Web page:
Victims and witnesses are being failed by a criminal justice system "close to breaking point", a new report has warned.
According to the Public Accounts Committee (PAC), the system has been "bedevilled by long-standing poor performance, including delays and inefficiencies", and cutbacks have affected the ability of courts to deliver justice.
The influential committee of MPs said around two-thirds of trials in the Crown Court were delayed or did not go ahead at all.
A backlog of 51,830 cases was awaiting a Crown Court hearing as of September last year, and the system was "not good enough" in supporting victims and witnesses, the committee found.
One in five witnesses were made to wait four or more hours to give evidence in court, with just 55% saying they would be prepared to do so again.
The length of time victims were forced to wait between an offence being committed and the conclusion of their case ranged from 243 days in Durham and 418 days in Sussex.
Official data revealed that victims of crime in North Wales had a seven in 10 chance of their crown court trial going ahead, but victims in Greater Manchester have just a two in 10 chance.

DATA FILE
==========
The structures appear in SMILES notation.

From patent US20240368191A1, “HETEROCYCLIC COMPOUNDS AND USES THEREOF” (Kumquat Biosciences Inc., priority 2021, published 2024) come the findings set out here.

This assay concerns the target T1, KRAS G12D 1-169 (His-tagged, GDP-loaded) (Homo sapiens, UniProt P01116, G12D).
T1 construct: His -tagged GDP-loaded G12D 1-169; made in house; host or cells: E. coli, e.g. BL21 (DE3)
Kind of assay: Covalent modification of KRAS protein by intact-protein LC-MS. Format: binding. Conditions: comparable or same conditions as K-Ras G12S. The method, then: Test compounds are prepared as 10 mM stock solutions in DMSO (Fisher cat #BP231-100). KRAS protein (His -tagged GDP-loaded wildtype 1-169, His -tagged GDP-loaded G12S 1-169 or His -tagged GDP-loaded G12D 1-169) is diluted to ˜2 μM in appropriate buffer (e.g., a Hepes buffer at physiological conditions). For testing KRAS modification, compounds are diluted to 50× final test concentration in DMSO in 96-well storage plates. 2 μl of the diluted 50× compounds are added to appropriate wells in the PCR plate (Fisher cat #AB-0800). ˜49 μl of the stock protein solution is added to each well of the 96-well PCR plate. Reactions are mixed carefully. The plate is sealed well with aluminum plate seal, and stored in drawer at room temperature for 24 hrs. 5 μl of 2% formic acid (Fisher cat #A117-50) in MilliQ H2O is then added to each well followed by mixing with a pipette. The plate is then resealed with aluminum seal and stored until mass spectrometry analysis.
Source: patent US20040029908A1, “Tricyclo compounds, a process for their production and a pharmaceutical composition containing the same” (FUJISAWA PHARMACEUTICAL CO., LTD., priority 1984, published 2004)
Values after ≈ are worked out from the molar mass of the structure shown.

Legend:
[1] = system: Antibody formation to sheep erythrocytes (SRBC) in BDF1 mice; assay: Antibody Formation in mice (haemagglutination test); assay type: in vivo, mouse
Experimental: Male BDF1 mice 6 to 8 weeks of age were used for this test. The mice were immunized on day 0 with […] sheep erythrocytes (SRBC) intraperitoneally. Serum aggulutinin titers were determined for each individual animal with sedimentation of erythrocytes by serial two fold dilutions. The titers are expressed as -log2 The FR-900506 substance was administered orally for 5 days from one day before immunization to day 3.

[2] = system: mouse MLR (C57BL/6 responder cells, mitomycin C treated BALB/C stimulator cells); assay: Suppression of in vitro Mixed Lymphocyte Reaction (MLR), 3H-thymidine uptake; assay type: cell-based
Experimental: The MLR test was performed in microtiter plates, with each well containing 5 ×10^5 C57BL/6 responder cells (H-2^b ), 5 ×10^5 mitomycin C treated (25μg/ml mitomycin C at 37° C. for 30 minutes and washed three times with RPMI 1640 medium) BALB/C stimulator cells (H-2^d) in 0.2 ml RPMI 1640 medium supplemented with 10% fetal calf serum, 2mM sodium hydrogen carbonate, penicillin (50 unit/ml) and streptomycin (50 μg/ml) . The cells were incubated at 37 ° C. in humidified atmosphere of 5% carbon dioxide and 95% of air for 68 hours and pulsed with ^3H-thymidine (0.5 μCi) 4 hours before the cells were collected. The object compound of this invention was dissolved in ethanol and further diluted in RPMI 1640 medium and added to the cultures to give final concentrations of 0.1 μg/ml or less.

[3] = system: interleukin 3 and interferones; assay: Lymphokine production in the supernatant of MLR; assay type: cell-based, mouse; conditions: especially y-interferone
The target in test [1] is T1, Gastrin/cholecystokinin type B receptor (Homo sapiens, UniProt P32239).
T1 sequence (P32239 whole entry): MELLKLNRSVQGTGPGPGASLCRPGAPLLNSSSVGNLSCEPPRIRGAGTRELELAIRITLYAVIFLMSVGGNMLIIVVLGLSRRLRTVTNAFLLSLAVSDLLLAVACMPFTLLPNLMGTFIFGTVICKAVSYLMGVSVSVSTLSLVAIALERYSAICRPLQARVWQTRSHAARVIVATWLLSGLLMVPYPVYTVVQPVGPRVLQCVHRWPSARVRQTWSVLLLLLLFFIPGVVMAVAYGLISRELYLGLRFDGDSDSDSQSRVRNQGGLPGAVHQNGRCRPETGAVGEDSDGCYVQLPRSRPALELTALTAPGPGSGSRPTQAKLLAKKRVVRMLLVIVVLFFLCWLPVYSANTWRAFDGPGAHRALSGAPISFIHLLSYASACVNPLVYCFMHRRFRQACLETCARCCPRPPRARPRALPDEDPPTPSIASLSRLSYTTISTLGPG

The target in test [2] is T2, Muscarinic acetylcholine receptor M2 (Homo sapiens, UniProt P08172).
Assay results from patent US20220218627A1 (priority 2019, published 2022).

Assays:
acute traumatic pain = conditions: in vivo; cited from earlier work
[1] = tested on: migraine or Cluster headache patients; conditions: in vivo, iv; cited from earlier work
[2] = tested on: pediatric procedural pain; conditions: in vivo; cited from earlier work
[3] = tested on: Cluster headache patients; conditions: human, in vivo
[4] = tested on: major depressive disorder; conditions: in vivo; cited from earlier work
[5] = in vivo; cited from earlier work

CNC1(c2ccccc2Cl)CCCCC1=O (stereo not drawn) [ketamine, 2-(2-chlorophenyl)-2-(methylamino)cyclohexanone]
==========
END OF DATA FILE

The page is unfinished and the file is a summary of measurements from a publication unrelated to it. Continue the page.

The committee also found that the Crown Prosecution Service was struggling to find counsel to prosecute cases as a result of legal aid cuts.
PAC chairwoman Meg Hillier said: "These are damning statistics. The system is overstretched and disjointed. Victims of crime are entitled to justice, yet they are at the mercy of a postcode lottery for access to justice."
The committee recommended "rapid and significant" improvements in the service provided to victims and witnesses.
A Ministry of Justice spokesman said the justice secretary has acknowledged that the criminal justice system needs "urgent reform".
"That is why we have embarked on comprehensive measures to improve our prisons and courts, backed by over £2 billion of investment, to build a swifter, more certain justice system," she said.